Ratliff, Paea will strengthen Bears’ run defense
BY PATRICK FINLEY Staff Reporter November 28, 2013 9:33PM
CHICAGO, IL - SEPTEMBER 23: Stephen Paea #92 of the Chicago Bears celebrates a sack against the St. Louis Rams at Soldier Field on September 23, 2012 in Chicago, Illinois. (Photo by Jonathan Daniel/Getty Images)
Updated: November 28, 2013 10:53PM
It’s not a cure-all, but it might be close.
The Bears’ most glaring defensive weakness — which, when you think about it, is saying something — could be fixed by two proven veterans Sunday in Minneapolis.
Defensive tackles Jeremiah Ratliff and Stephen Paea, with a combined 107 career starts and four Pro Bowl appearances, figure to play against the Vikings.
They’ll improve the Bears’ league-worst rush defense — almost by default.
Ratliff, signed Nov. 2 as he recovered too slowly from groin surgery for the Cowboys’ taste, is in line to go Sunday, coach Marc Trestman said.
And Paea said he most likely will play. He missed the game against the Rams after he reaggravated his turf-toe injury.
Both were limited practice participants Thursday at Halas Hall.
“It’s been great here,” Ratliff said. “It’s a different atmosphere, a good change of pace. I feel like myself again. I feel really good.“
Ratliff had sports-hernia surgery last December to fix muscles that tore away from the bone. He hasn’t played in a game in more than a year, but he practiced on a limited basis the last two weeks.
“I guess it was best for both parties to see how comfortable I was, explosive, being able to move around and how quickly I can pick up the defense and things like that,” Ratliff said. “Everything turned out pretty well.”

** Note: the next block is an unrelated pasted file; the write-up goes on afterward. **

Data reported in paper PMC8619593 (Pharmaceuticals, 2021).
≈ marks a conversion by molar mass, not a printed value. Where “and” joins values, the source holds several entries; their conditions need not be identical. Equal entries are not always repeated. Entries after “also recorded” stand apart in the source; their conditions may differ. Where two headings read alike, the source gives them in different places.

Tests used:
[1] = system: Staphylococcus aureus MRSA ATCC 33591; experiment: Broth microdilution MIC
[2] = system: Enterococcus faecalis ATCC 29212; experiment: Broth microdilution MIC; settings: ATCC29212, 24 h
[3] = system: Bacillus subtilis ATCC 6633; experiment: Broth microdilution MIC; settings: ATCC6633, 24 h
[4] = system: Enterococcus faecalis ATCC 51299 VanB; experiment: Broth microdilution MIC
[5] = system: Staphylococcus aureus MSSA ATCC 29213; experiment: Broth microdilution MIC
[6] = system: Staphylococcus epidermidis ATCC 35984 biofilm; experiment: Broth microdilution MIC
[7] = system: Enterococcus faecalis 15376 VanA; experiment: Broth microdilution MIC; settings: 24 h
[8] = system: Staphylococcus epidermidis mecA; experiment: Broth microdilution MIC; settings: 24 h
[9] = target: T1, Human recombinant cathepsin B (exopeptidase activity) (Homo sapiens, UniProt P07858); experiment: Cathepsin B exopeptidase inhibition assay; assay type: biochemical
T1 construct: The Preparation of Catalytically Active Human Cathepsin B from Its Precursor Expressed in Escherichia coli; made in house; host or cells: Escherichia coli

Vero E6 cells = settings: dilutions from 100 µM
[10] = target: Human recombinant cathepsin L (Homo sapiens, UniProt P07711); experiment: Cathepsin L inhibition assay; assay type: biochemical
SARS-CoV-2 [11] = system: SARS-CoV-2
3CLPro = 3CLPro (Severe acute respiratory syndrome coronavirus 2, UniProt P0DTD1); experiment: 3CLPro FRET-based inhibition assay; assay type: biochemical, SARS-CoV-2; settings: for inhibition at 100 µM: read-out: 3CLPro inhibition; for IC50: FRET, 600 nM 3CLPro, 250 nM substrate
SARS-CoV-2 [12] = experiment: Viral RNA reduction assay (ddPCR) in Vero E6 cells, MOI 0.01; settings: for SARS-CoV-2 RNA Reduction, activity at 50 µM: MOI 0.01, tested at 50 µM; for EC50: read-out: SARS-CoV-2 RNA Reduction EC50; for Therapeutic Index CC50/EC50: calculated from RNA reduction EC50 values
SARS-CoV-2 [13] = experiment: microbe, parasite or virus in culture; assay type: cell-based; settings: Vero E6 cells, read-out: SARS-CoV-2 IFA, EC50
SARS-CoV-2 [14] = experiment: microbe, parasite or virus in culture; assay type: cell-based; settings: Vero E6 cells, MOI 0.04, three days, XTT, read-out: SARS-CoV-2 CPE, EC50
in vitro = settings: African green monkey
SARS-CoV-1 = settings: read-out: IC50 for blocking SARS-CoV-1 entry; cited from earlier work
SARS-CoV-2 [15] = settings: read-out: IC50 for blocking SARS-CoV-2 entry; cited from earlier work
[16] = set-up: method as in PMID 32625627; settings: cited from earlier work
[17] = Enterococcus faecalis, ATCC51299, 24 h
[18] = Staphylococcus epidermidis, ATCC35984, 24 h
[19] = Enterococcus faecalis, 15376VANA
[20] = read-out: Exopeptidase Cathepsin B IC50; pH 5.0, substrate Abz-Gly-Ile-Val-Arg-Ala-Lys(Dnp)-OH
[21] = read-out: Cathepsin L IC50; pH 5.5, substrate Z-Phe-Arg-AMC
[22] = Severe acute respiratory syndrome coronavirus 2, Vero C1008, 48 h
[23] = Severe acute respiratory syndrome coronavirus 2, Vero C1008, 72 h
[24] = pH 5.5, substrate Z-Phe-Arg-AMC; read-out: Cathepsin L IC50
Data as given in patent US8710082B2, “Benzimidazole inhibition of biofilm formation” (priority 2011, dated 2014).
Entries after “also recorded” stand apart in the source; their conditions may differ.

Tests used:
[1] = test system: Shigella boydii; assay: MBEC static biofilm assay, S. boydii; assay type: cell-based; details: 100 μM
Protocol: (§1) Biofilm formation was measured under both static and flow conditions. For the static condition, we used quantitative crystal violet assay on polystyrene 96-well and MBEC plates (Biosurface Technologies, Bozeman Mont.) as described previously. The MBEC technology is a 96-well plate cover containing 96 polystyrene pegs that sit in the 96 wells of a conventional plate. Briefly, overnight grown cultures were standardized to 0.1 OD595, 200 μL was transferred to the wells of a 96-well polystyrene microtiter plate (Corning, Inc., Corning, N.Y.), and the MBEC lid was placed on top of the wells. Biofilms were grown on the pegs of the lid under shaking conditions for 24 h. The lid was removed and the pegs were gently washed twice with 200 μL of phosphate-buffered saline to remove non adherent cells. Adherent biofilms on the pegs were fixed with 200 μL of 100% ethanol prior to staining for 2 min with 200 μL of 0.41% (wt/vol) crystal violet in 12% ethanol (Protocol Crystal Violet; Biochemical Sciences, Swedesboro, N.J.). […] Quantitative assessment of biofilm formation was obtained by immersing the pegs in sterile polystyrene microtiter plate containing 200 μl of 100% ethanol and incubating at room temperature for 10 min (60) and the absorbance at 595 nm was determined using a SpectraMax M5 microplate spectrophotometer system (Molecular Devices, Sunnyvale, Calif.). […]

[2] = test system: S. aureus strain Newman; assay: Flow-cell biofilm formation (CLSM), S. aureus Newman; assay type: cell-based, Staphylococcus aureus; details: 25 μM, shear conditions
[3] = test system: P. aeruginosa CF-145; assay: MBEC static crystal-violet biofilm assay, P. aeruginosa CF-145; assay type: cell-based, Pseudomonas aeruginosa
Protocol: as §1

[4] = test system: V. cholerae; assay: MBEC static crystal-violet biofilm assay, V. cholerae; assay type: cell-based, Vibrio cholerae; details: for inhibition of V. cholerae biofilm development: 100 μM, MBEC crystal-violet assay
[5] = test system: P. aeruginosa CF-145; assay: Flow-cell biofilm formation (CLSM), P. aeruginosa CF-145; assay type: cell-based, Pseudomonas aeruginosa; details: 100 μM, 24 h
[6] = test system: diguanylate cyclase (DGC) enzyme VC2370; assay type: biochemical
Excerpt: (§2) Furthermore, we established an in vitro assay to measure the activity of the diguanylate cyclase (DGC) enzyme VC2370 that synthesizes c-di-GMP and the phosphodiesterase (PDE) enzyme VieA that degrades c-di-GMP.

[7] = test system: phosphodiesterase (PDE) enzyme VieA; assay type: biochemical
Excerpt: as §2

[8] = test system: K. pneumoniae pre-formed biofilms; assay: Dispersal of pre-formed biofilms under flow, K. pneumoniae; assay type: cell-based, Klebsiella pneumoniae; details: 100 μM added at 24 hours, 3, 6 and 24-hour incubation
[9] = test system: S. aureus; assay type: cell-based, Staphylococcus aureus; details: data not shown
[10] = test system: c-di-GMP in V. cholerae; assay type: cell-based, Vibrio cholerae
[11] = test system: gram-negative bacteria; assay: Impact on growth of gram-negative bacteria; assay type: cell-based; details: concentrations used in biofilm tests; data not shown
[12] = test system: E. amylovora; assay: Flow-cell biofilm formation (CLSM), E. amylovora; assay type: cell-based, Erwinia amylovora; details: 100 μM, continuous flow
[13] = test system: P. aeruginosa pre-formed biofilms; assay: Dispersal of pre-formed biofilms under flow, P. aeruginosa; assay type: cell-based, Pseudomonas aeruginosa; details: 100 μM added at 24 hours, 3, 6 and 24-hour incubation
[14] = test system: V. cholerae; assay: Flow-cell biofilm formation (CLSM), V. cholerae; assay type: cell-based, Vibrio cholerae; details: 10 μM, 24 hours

Trestman said neither Ratliff nor Paea will be asked to fix the Bears’ sieve of a run defense on his own and shouldn’t feel the pressure to.
But they bring a dynamism the Bears have been missing while starting off-the-street free-agent signee Landon Cohen and converted end Corey Wootton at defensive tackle. Against the Rams, they played Christian Tupou and Tracy Robertson, who were unemployed earlier this season.
“Well, we hope that [Ratliff] will do what we’ve seen him do in practice,” Trestman said. “The little he’s been in there, he’s holding the point. He’s getting a rush.
“He hasn’t played for a while, so we don’t have high expectations right now — but we certainly see the light, and we’re hoping we get a little bit out of him.”
A little bit might be enough, given that the Bears have given up 145.2 rushing yards per game.
“I’m just eager to play football, period,” Ratliff said. “Stopping the run, that’s part of our job.
“I fully embrace that role and look forward to doing it.”
It has been frustrating for Paea to watch from the sideline, too, since reinjuring his turf toe in the muck against the Ravens. He has missed three starts and parts of two more games with the problem.
“When Coach puts me in, he trusts me that I’ll be able to do my job,” Paea said. “I have responsibilities, and I know that if I don’t do my job, I’m not supposed to be out here. They’re gonna pull me out.
“That’s why I’ve gotta be smart. Because when I’m in there, I have to go full speed, 100 percent.”
Discipline is key in stopping the run, he said.
“There are no supernatural running backs,” he said, “unless we’re talking about Adrian Peterson.
“If we are disciplined and stay in our gaps, there’s nowhere Adrian Peterson is gonna run — unless he’s going to hurdle over our heads and keep running.”
Maybe the NFL’s second-leading rusher could do that, actually.
“If that’s the case,” Paea said, “then we gotta put 15 guys in there.”
For now, two new faces will suffice.
“I feel good,” Ratliff said. “That’s all I need.”